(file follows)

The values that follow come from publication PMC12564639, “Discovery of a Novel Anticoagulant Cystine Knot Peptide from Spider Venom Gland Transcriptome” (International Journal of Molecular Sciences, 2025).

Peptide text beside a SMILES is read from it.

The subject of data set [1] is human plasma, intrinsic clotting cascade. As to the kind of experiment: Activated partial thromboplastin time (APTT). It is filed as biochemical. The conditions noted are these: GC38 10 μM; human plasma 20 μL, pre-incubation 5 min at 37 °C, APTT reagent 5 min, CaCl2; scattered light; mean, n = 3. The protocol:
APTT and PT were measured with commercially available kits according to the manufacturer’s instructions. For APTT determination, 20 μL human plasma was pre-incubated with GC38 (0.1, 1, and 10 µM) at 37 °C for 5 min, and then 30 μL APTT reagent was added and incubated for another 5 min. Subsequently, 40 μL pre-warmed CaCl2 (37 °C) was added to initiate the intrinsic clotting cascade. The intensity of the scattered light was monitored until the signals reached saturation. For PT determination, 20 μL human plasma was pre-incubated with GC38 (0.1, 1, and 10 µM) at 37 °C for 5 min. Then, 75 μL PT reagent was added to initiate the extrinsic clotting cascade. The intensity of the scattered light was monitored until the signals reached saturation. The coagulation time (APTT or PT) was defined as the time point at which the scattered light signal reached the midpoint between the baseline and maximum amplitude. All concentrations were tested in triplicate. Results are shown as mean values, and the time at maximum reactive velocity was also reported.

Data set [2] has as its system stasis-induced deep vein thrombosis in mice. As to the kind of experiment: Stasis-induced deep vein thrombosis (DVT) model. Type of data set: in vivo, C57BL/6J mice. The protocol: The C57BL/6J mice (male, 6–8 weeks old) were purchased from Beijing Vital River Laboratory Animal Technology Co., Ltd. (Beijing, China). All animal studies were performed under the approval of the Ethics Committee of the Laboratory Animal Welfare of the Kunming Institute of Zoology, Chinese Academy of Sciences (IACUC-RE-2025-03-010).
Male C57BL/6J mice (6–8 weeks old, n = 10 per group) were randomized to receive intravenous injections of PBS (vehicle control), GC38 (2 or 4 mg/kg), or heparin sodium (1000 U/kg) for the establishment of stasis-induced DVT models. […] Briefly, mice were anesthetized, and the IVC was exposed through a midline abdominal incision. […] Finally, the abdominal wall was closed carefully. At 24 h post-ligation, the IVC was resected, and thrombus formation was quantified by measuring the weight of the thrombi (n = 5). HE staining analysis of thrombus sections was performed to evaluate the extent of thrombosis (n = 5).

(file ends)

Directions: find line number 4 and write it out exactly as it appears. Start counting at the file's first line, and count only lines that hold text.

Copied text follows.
APTT and PT were measured with commercially available kits according to the manufacturer’s instructions. For APTT determination, 20 μL human plasma was pre-incubated with GC38 (0.1, 1, and 10 µM) at 37 °C for 5 min, and then 30 μL APTT reagent was added and incubated for another 5 min. Subsequently, 40 μL pre-warmed CaCl2 (37 °C) was added to initiate the intrinsic clotting cascade. The intensity of the scattered light was monitored until the signals reached saturation. For PT determination, 20 μL human plasma was pre-incubated with GC38 (0.1, 1, and 10 µM) at 37 °C for 5 min. Then, 75 μL PT reagent was added to initiate the extrinsic clotting cascade. The intensity of the scattered light was monitored until the signals reached saturation. The coagulation time (APTT or PT) was defined as the time point at which the scattered light signal reached the midpoint between the baseline and maximum amplitude. All concentrations were tested in triplicate. Results are shown as mean values, and the time at maximum reactive velocity was also reported.